Millennial Burnout: How to Encourage Employee Work/Life Balance
Seeing signs of Millennial Burnout in your employees? Here’s how to help them foster a better work/life balance for increased happiness (and productivity!).
Something’s got to give. Debt, working more hours, and job security worries have become the norm. Throw in the pressure of being a parent and a pinch of social media anxiety, and it’s not hard to see why employees could be about to burn out.
The solution? Take some advice from the Swedish model. Sweden’s been a trailblazer in the promotion of a healthy work-life balance. It’s adopted ideas to stop millennial burnout. The result? Happier and more productive staff. Here’s how.
Make Breaks Compulsory
It’s all about changing the culture. There’s a perception amongst many millennials that managers may frown upon breaks. The longer you stay at your desk, the better, right? In fact, that’s wrong.
Almost one in five workers worry managers won’t think they work hard if they take regular lunch breaks. Hardly surprising as that’s the perception of a lot of bosses, many of whom don’t encourage workers to take breaks.
The truth is that this kind of ‘work till you drop’ mentality is not effective. It’s also unhealthy. The way to change things is by example, and that starts at the top.
A quick walk or even a short workout reduces stress and improves mental wellbeing. Workers also gain a fresh perspective on difficult projects. They’ll feel more valued too as they’ll feel rewarded for the hard work they’re doing.
All this means better job satisfaction and a stronger likelihood that the employer will be able to retain its staff.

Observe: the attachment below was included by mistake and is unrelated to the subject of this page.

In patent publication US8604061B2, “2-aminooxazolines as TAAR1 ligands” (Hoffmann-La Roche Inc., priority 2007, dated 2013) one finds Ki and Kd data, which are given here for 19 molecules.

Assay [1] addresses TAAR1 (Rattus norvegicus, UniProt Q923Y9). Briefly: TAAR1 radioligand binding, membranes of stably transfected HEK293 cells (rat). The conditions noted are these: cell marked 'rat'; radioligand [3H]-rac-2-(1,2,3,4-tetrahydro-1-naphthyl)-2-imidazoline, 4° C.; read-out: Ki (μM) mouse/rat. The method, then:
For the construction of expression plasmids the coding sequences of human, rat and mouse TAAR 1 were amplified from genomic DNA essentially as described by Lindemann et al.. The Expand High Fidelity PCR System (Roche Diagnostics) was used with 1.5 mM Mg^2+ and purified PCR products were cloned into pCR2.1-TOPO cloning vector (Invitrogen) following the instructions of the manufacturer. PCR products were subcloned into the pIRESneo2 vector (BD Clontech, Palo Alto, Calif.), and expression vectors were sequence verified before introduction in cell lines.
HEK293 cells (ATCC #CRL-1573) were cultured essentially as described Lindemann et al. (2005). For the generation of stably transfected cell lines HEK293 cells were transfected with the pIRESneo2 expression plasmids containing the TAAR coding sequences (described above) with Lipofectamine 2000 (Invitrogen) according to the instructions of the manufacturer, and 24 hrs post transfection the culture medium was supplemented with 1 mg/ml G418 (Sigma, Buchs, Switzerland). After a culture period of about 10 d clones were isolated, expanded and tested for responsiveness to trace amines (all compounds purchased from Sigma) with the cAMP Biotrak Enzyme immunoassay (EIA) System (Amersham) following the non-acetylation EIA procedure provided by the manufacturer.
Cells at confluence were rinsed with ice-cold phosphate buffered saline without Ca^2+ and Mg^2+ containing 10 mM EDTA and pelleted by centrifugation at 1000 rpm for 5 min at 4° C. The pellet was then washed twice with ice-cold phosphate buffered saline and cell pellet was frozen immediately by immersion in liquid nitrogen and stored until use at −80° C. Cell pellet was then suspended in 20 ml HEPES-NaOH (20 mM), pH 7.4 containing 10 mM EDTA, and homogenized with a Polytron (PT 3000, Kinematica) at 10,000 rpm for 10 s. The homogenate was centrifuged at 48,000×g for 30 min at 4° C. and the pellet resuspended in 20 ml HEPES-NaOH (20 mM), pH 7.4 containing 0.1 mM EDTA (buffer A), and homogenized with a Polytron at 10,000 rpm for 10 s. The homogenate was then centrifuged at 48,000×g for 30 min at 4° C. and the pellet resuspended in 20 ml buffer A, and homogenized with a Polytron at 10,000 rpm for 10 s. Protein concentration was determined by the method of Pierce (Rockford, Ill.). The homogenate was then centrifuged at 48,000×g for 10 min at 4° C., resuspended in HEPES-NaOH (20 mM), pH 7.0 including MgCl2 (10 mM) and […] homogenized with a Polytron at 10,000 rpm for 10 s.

What Employers Should Do
Employees need somewhere to go to take their breaks. That means providing them with a pleasant and quiet space to use. Employers should offer workers incentives to take breaks and should communicate the benefits of taking time out.
What you don’t want to find happening is that employees use their break time to scroll through web chats. For some companies, social media may well play an important part in certain roles but not during downtime.
Shorter Working Hours
Sweden and other countries in northern Europe have experimented in reducing daily working hours for the same pay. Such a move might leave workaholics aghast but there is a logic and results have been positive.
It’s hard to concentrate for eight hours but a shorter working day lets employees be more focused. It can also encourage them to get things done faster. Add to that more leisure time and you could end up with a more efficient and happier staff.
Employers Can Help Reduce Millennial Burnout
Reducing millennial burnout in the workforce may mean creating a different culture. Employers need to encourage workers to take breaks and to make the best use of them. Exercise during breaks is a great way to reduce stress and boost energy.
Find out more here about how millennials in their thirties can make a successful career change.